Attachment parenting is defined by a nurturing, sensitive, child-first approach to raising kids. Find out if attachment parenting is a good fit for you and your family.

By Kate Bayless
October 01, 2013
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Attachment parenting (AP) is defined by a nurturing, sensitive response to a child’s wants and needs. Those who follow this approach believe that physical closeness builds trust, and that children need devoted attention to develop a sense of security. 

"AP is definitely a hands-on type of parenting," says Barbara Nicholson, co-founder of Attachment Parenting International (API) and co-author of Attached at the Heart. It “asks parents to be emotionally responsive to their children, and not ignore their cues."

Proponents think that attachment parenting leads to independent, secure, and emotionally stable children—but this kid-first approach also tends to get a bad reputation. "It's easier (for the media) to say 'AP is extended breastfeeding, bed-sharing, and baby-wearing' rather than talking about emotional attunement, positive discipline, and secure attachment," says Nicholson.

Read on to learn more about this parenting style, and find out if it’s right for your family.

Illustration by Caitlin-Marie Miner Ong

Principles of Attachment Style Parenting

Attachment parenting is defined by the following principles and characteristics.

Your infant shouldn’t “cry it out.”  If the idea of letting your child cry herself to sleep doesn't sit right, then attachment parenting may work for you. The philosophy believes that infants are not capable of self-soothing and only develop this over time, after being in an environment that promotes safety, closeness, and consistency. This method says that a baby's cries are her way of communicating with you, and that by ignoring those cues, you're breaking down her trust and sense of security.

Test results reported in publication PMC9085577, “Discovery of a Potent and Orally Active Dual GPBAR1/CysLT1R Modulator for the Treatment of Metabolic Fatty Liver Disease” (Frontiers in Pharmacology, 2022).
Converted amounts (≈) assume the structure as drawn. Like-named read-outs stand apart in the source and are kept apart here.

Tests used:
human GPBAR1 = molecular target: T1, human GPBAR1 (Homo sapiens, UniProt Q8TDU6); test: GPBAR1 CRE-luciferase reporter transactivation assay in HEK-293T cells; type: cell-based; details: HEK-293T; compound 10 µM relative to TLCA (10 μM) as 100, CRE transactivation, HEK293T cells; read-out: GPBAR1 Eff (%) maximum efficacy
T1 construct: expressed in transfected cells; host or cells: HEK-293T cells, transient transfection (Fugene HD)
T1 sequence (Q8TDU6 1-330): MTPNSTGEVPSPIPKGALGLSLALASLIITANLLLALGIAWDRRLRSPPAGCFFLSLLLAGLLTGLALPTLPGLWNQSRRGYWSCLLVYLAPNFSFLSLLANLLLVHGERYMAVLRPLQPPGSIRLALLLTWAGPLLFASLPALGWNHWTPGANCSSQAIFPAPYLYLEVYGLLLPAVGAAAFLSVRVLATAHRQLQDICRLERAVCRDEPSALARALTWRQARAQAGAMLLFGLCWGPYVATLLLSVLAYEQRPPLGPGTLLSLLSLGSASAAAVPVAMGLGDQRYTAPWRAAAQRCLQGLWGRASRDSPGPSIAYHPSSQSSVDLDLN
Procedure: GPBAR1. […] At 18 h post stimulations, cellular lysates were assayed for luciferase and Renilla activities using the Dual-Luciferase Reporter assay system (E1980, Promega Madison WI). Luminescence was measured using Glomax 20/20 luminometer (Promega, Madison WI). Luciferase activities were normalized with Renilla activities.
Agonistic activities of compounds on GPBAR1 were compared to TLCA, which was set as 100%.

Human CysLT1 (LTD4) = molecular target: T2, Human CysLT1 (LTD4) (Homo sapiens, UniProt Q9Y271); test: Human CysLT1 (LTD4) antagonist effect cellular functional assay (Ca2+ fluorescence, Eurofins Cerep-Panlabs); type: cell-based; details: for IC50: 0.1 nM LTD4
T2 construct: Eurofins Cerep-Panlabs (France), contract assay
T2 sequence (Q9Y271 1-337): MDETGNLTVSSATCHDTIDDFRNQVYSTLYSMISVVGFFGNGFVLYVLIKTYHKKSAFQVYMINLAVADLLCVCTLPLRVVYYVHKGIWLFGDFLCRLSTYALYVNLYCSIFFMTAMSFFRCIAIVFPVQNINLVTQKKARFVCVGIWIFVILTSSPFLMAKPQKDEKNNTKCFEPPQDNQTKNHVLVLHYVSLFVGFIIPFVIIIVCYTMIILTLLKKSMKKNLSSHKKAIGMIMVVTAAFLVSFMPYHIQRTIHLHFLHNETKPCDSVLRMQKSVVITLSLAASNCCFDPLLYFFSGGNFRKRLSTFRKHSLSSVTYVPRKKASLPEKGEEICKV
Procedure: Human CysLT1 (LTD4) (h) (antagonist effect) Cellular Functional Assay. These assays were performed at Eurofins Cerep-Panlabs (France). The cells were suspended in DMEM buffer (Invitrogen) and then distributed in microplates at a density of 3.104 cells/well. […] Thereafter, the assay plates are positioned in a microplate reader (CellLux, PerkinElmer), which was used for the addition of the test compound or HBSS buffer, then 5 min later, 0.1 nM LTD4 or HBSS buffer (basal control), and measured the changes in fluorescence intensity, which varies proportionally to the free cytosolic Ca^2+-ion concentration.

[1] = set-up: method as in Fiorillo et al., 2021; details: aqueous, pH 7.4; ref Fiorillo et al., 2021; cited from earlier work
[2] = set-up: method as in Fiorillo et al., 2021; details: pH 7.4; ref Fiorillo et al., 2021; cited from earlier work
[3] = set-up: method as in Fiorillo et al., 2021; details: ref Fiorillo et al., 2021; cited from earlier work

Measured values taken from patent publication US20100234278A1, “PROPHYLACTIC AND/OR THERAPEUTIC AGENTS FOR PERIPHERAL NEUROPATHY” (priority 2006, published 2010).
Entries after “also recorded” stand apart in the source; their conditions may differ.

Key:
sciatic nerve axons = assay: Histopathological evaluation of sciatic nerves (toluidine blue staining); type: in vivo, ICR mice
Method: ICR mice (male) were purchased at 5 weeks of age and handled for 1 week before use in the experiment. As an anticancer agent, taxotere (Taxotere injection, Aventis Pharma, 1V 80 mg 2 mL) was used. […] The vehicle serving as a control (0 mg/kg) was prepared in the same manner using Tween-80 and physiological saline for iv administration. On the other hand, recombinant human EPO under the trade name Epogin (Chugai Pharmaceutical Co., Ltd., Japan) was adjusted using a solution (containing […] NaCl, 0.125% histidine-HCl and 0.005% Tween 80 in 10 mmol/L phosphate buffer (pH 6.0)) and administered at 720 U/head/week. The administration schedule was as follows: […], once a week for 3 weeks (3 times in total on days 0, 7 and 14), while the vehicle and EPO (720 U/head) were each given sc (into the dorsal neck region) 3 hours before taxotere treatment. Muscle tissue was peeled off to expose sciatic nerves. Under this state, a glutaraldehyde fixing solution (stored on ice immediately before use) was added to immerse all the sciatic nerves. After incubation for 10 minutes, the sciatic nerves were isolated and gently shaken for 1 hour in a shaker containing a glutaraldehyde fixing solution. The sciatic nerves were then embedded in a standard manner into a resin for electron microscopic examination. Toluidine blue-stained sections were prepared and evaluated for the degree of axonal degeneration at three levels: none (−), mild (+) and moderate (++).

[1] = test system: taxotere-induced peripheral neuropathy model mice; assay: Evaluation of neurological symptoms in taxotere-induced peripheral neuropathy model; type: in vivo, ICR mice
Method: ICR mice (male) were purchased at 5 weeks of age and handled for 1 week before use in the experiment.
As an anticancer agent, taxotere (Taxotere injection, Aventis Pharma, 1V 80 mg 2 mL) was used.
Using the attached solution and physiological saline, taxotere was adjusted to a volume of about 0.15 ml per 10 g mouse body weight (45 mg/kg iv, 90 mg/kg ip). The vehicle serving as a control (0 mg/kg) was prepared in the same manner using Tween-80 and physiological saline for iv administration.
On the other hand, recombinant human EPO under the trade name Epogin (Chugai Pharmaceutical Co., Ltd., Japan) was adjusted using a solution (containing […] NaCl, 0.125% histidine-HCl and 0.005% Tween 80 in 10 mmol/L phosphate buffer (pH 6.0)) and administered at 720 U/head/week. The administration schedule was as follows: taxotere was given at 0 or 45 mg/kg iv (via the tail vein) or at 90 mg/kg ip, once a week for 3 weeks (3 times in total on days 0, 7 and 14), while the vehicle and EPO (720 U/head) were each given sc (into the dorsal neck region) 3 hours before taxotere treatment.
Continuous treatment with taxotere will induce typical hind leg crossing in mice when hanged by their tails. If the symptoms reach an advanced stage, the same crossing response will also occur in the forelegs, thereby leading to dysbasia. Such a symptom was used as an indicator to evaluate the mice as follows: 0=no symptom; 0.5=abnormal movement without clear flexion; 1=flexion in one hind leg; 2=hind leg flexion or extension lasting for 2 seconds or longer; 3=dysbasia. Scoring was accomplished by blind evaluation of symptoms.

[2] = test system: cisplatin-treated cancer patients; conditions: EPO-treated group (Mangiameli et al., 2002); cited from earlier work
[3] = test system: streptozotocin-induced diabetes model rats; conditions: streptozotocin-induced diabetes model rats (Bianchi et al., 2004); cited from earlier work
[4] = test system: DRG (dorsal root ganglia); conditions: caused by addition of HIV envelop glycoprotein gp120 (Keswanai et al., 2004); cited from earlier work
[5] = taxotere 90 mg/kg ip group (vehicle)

Your baby should stay physically close. Attachment parenting proponents wear their babies in a sling or other baby carrier. This keeps children close during errands, housework, and exercise throughout the day. 

Attachment parenting continues at nighttime. Nighttime is not seen as a break from your child, but an important continued bonding time through co-sleeping or bed-sharing. Keep in mind, though, that the American Academy of Pediatrics (AAP) discourages bed-sharing with infants, since this may increase the risk of sudden infant death syndrome (SIDS).

Breastfeeding promotes attachment and closeness. Attachment parenting focuses on breastfeeding as a source of attachment and security. If you can't breastfeed, API recommends using similar breastfeeding behaviors during bottle-feeding, such as switching sides when feeding and holding Baby in a similar position to one used in breastfeeding.

Positive discipline is the most effective way to deal with misbehavior. Proponents of attachment parenting advocate positive discipline, which focuses on problem solving, encouragement, communication, and respect. Parents don’t punish their children for misbehavior; rather, parents and children work together to find solutions to problems.